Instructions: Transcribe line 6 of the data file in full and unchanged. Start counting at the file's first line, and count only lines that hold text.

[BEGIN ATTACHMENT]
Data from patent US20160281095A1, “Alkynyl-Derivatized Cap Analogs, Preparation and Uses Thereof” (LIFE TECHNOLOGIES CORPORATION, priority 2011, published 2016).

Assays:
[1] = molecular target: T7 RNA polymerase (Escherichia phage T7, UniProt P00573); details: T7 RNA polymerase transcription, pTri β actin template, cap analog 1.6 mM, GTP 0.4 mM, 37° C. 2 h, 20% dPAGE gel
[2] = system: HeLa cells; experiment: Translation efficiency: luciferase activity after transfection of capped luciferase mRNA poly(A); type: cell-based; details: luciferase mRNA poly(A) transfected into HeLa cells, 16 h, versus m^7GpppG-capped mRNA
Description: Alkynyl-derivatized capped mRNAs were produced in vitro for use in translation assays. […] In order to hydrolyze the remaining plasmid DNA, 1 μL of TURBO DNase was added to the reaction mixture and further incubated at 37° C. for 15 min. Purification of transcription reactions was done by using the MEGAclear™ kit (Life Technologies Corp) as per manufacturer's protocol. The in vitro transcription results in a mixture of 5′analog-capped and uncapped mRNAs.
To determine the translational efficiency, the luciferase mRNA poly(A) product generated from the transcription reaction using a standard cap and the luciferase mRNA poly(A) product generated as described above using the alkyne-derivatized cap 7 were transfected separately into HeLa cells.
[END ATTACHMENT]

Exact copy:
To determine the translational efficiency, the luciferase mRNA poly(A) product generated from the transcription reaction using a standard cap and the luciferase mRNA poly(A) product generated as described above using the alkyne-derivatized cap 7 were transfected separately into HeLa cells.